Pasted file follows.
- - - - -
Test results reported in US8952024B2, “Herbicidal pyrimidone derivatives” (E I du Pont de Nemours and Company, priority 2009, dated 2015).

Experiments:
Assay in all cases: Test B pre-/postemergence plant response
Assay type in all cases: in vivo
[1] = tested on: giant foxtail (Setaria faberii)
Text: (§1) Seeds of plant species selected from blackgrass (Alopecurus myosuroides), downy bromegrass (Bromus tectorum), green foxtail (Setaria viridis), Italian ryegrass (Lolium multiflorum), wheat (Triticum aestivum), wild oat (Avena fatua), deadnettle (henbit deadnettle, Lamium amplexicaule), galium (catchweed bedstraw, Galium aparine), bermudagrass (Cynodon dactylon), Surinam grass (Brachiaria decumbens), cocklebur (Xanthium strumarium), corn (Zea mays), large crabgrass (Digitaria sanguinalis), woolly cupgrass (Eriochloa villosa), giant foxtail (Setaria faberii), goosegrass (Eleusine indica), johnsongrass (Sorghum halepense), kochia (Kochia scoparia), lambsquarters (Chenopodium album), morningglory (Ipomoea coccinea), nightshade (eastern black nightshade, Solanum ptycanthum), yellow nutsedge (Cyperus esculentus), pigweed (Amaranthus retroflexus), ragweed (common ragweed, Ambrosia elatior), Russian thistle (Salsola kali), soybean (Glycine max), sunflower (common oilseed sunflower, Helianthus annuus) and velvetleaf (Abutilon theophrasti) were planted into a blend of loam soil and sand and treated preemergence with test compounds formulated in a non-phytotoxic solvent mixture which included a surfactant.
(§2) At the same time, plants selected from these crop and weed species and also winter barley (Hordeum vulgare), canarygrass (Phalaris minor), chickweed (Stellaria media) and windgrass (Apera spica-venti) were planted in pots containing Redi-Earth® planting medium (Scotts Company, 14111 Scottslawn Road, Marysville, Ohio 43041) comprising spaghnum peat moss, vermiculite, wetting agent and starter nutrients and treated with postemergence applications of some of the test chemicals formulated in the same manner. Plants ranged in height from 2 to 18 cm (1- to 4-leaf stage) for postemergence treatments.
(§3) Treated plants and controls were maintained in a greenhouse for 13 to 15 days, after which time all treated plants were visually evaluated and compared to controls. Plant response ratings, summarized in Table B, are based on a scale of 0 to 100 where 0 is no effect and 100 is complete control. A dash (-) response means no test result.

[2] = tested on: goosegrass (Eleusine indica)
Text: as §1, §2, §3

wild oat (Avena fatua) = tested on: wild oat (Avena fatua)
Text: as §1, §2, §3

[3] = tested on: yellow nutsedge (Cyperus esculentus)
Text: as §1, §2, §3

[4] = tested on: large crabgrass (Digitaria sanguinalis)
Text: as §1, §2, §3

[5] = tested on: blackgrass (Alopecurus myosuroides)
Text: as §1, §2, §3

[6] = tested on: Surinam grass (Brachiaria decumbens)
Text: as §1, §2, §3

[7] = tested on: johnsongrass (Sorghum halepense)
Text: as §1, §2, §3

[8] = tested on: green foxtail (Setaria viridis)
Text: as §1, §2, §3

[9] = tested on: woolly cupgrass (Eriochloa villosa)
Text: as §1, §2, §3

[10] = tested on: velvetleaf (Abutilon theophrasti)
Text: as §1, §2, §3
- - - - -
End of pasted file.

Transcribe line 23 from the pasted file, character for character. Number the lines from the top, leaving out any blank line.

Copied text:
[8] = tested on: green foxtail (Setaria viridis)